The present study provides an experimental characterization of cellular flame structures and thermal characteristics of axi-symmetric ceiling fires. Experiments were carried out employing circular gaseous burners of various diameters at the ceiling facing downward using methane and propane as fuel. For this configuration, a hot buoyant diffusion flame burning beneath the cold fuel gas issuing from the ceiling above was naturally resulted in. A cellular flame structure, due to the inherent “Rayleigh-Taylor’’ instability of this buoyant flow configuration, was formed beneath the ceiling. The flame length (radius), temperature and heat flux distribution along the ceiling as well as characteristic inner cell size evolution of this special cellular flame were quantified experimentally for such ceiling fire of various conditions. Scaling analysis was performed to analyze the obtained parameters of the cellular flame structure and thermal characteristics of the ceiling fire. Results showed that the overall length (radius) of the cellular flame has a 2/5 power dependence on heat release rate and is independent of burner sizes and fuel types. Temperature profile and heat flux distribution for various conditions can be universally expressed as a function of L/Rf, the distance from the burner center normalized by the flame length. The characteristic cell size of the cellular flame was related to temperature, which can be well represented by a 2.33 power function based on the “Rayleigh-Taylor’’ instability scaling analysis. The cell size spatial evolution inside the cellular flame was self-similar corresponding to the dependence of temperature on relative position, and a non-dimensional function was obtained. This study provides fundamental data and a scaling analysis into the basic physics of the cellular flame behavior and thermal characteristics of ceiling fires.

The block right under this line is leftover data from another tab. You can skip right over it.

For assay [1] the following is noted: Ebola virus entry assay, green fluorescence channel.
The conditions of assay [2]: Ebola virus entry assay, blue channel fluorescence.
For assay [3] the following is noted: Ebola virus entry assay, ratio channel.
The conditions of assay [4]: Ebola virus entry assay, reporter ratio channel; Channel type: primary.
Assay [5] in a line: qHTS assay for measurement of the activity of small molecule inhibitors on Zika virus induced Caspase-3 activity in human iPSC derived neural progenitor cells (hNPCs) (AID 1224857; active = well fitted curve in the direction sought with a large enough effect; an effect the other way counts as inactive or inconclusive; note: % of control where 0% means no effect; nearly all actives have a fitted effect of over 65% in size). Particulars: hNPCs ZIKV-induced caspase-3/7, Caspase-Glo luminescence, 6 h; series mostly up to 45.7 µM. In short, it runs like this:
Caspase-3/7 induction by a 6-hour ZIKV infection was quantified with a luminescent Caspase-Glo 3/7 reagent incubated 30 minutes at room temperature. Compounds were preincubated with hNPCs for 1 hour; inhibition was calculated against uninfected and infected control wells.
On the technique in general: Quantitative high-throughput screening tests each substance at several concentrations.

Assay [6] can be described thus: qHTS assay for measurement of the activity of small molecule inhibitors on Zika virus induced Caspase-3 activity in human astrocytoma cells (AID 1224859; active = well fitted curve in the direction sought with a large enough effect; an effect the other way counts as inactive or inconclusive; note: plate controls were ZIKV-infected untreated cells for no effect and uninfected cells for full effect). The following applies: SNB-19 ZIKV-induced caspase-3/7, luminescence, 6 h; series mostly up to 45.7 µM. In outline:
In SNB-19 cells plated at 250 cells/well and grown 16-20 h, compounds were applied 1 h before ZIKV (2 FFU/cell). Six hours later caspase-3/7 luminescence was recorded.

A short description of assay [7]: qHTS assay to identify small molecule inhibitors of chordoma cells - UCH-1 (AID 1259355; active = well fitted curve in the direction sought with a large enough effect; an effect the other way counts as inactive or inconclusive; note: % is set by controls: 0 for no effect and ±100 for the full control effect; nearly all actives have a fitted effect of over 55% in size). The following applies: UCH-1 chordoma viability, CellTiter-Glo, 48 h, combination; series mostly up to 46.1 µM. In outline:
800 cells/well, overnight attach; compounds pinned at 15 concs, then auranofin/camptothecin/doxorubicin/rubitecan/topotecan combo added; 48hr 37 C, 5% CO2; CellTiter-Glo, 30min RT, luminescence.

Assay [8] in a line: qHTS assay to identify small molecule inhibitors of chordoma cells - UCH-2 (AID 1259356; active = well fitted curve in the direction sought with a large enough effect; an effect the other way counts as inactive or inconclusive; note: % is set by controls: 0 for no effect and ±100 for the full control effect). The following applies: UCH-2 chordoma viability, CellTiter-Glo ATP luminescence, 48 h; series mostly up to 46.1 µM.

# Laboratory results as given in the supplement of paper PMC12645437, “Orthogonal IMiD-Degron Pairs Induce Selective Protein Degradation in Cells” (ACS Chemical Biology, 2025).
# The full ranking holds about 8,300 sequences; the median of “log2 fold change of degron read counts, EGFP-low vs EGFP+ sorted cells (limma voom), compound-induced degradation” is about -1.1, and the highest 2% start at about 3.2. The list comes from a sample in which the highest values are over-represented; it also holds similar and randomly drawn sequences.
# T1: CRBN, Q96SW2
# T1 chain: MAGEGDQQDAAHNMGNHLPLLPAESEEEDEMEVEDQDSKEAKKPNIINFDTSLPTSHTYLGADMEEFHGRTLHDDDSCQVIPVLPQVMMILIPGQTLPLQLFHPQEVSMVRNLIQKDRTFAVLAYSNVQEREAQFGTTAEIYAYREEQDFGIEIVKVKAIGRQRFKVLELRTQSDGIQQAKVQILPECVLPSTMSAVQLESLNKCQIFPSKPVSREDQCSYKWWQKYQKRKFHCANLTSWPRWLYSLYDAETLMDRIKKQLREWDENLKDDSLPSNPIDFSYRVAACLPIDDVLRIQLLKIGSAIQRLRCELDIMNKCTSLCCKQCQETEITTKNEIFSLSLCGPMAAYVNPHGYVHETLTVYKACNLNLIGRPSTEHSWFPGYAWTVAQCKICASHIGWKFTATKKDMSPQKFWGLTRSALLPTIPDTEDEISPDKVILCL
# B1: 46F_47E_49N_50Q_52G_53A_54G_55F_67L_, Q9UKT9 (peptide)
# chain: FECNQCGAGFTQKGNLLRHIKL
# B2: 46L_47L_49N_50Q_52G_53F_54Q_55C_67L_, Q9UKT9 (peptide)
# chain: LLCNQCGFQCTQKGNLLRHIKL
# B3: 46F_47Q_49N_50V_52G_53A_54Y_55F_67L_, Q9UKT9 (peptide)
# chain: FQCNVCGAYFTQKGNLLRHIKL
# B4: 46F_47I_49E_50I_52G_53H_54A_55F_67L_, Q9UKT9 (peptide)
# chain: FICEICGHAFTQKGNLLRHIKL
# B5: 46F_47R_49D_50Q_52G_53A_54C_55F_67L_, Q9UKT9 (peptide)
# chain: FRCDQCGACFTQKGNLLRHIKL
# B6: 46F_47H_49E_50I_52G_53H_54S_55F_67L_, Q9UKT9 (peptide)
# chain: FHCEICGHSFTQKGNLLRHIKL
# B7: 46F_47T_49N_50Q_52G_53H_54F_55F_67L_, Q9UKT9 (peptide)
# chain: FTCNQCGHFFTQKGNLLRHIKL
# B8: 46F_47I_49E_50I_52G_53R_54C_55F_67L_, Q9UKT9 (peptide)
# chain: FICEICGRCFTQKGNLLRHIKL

|ジャーナル||Combustion and Flame|
|出版ステータス||Published - 8月 2021|